Lessons Learned From Bank DDoS Attacks

Defensive Measures That Other Sectors Can Use
Lessons Learned From Bank DDoS Attacks
Matthew Speare

The threatened fourth phase of distributed-denial-of-service attacks attacks against U.S. banks by the self-proclaimed hacktivist group Izz ad-Din al-Qassam Cyber Fighters has been largely unsuccessful (see: DDoS Attacks Strike Three Banks). But experts believe these hacktivists, or other groups interested in pairing DDoS attacks with fraud, could soon target other sectors that have weaker defenses.

See Also: Cybersecurity and the New 'Adequate'

Sectors that are at risk for increased DDoS attacks over the coming months, experts say, include government agencies, gaming companies (which include online casinos as well as video game manufacturers), e-commerce organizations and various services providers, including Internet service providers and cloud vendors.

This year, video game provider Steam, online gaming company SG Interactive, and EVE Online, a multiplayer on-line role-playing game, suffered several hours of downtime as DDoS attacks overwhelmed their servers. Also, a U.S. utility company's website, online payment system and automated pay-by-phone billing system were knocked offline for 48 hours by a DDoS attack.

Meanwhile, federal authorities and security experts are warning banks and government agencies to be on alert for a potential Sept. 11 wave of DDoS attacks launched by the same groups behind the unsuccessful Operation USA and Operation Israel attacks in May (see: 9/11 DDoS Alert for Banks, Agencies).

Lack of Preparation

Although DDoS attacks are not new to various business sectors, organizations may be unprepared to deal with the latest generation of large attacks sustained over a period of several days. Plus, many businesses are still uncertain about how to deal with application-layer attacks, says Carl Herberger, vice-president of security solutions at Radware, which sells appliances to detect and mitigate DDoS attacks.

And the latest generation of DDoS attacks can be used to help disguise efforts to commit fraud or steal intellectual property.

"DDoS has been around for a long time, but using the attacks to distract staff while [attackers attempt fraud] is a new trend," says Avivah Litan, an analyst with the consultancy Gartner.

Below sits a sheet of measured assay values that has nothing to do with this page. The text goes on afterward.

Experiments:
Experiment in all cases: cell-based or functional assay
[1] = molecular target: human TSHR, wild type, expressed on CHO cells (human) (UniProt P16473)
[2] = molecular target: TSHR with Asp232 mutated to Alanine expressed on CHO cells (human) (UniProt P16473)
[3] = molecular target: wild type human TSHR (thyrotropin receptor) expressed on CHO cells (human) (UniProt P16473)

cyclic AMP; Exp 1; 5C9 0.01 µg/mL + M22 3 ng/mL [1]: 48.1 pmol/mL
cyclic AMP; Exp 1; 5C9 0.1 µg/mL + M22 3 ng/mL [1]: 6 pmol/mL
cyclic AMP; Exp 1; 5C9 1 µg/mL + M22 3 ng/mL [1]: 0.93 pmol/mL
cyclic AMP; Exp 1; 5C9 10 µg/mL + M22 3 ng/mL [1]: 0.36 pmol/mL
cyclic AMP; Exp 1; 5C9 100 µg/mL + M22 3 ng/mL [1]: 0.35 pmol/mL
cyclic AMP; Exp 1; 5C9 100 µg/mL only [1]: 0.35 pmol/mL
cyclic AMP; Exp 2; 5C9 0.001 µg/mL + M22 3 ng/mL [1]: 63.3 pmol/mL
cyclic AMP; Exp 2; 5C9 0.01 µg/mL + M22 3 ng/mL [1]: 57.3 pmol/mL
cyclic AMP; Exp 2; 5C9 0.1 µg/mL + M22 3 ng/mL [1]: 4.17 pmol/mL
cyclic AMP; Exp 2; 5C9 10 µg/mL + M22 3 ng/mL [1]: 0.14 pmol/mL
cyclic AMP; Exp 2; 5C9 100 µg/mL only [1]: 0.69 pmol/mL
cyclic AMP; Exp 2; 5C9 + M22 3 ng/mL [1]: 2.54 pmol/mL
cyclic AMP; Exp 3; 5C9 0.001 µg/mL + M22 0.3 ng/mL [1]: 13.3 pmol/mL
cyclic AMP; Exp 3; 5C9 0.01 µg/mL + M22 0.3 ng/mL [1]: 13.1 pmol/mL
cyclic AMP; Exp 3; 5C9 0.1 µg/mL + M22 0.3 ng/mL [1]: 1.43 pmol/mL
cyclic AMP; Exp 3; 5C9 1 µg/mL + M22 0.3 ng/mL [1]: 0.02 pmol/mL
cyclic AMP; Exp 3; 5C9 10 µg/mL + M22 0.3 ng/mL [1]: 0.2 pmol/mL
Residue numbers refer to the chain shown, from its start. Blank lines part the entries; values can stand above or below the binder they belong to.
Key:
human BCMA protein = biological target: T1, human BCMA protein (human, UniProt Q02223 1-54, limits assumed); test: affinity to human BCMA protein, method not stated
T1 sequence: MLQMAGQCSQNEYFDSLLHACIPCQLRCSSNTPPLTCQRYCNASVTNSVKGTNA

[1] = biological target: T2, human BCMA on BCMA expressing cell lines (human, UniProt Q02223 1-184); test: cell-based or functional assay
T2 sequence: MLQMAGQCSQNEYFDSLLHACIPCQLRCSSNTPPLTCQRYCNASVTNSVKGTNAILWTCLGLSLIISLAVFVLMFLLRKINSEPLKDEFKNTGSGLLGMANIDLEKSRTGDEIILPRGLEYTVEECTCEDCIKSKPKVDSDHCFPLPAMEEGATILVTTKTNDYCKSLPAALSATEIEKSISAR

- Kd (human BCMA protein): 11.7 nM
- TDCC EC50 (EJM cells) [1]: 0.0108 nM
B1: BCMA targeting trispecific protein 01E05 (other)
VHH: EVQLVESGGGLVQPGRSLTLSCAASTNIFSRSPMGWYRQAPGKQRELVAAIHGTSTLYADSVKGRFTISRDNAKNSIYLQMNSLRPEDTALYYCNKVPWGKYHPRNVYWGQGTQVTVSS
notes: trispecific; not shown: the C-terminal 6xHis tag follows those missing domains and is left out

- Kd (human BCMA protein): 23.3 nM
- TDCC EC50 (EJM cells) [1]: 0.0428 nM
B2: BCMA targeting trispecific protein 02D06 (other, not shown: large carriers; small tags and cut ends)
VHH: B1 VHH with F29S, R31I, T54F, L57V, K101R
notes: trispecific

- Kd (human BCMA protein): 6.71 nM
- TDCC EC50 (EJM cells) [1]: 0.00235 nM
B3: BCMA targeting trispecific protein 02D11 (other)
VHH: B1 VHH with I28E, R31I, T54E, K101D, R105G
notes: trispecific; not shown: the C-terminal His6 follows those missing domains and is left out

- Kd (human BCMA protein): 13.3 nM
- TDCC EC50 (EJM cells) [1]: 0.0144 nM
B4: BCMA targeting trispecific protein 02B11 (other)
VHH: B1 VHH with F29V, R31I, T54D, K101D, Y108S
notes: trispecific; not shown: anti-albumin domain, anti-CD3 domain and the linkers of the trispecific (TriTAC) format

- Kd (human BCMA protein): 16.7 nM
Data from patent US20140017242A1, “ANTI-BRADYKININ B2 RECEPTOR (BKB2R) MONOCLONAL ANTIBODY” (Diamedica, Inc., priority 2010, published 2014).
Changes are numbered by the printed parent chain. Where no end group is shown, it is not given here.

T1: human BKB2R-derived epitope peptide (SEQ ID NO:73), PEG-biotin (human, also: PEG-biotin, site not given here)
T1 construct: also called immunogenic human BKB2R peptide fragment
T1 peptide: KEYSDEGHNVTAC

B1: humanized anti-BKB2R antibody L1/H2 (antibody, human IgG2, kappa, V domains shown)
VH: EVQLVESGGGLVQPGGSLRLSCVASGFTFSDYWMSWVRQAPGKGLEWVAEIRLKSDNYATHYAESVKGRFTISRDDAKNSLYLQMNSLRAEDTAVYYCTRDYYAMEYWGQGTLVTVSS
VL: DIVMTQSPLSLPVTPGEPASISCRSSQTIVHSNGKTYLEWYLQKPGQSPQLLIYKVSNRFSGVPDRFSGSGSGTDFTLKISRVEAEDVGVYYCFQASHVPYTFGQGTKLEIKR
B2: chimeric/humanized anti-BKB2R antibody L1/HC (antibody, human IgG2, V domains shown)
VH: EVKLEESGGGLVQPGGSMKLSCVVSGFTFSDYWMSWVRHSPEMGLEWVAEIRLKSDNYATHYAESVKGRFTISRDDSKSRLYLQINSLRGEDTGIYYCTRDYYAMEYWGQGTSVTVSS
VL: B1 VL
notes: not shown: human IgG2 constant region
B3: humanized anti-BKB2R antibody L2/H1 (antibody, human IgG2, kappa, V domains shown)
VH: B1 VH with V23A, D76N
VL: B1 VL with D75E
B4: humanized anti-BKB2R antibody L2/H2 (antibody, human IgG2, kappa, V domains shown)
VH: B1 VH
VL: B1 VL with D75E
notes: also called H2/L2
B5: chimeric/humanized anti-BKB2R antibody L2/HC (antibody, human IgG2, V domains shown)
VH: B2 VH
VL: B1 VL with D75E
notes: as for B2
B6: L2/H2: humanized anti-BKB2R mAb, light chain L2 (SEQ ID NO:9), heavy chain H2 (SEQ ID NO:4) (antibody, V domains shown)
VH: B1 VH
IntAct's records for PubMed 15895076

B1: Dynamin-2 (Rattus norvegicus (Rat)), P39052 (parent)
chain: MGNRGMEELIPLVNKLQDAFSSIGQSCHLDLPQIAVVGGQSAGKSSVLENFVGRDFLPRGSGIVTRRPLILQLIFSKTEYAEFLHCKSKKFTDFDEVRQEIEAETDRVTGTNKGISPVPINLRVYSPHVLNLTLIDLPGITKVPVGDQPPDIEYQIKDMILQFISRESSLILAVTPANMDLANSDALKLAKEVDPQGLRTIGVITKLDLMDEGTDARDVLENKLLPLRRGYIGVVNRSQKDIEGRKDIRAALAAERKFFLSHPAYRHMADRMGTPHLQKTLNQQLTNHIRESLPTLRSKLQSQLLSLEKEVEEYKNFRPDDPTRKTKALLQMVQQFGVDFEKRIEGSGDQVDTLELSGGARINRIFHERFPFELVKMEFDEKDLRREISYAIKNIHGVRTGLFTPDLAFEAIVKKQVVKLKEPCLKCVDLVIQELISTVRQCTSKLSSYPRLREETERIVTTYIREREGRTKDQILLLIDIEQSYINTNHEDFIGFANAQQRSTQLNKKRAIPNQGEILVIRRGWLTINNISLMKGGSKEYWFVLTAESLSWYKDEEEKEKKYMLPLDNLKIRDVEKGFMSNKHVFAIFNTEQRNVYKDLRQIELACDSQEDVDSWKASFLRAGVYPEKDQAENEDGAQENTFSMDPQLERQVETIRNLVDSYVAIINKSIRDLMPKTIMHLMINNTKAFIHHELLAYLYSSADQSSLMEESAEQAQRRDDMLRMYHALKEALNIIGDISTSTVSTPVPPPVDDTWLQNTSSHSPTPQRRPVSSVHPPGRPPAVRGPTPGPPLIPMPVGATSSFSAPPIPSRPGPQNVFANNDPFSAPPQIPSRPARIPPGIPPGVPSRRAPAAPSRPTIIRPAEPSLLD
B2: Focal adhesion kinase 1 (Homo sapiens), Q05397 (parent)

For example, a new scheme, which has hit several institutions in recent months, involves the takeover of a banking institution's payment switch, Litan says. These takeovers, which were waged in conjunction with a DDoS attack, likely have led to millions of dollars worth of fraud, she adds.

Because DDoS attacks are now more sustained and powerful, conventional networking defenses, such as firewalls and intrusion prevention/detection systems, are not strong enough to withstand the assault, security experts say. That's why it's important to implement dedicated defenses instead of just relying on network monitoring.

Volumetric attacks, which involve flooding the targeted server with incomplete network requests or junk traffic, are getting much larger. Plus, new attack kits available in the underground market target the application layer by repeatedly making what looks like legitimate requests, such as login attempts or large file requests, to exhaust server resources. Multi-vector attacks combine different types, making it even tougher for the defenders to beat back the onslaught.

Faced with increasingly hostile threats, security professionals in other business sectors can learn three important lessons from the successful DDoS defenses the financial services industry have implemented.

First, investing in a dedicated DDoS-mitigation appliance or service is critical because conventional networking devices are not capable of handling these kinds of attacks. Second, organizations must create a detailed incident response plan that clearly lays out the steps that need to be taken during the course of an attack - and who will be responsible for each task. And third, it's critical to maintain security vigilance so that attackers can't take advantage of a DDoS distraction to commit fraud.

Step 1: Implement DDoS Defenses

Organizations have the choice of working with an on-site appliance, a cloud service or a hybrid of both.

The appliance is generally deployed at the perimeter so that it can analyze all the incoming network traffic. It immediately drops junk traffic and incomplete headers, identifies and blocks suspicious application requests and ensures only clean, legitimate traffic proceeds to the firewall and the rest of the network. The cloud service works in a similar manner; the organization has all the traffic pass through the cloud servers to be scrubbed before it even reaches the local network.

A challenge for organizations considering installing an appliance within their network is calculating how much capacity they need to buy, says Susan Warner, a manager at Neustar, a network service provider. If the attacks are larger than what the appliance's maximum capacity is, then the appliance will not be able to successfully mitigate the attack. It's important to determine the normal traffic that is coming to the network and to understand the size of attacks that similar organizations are experiencing to estimate the capacity needed, Warner says.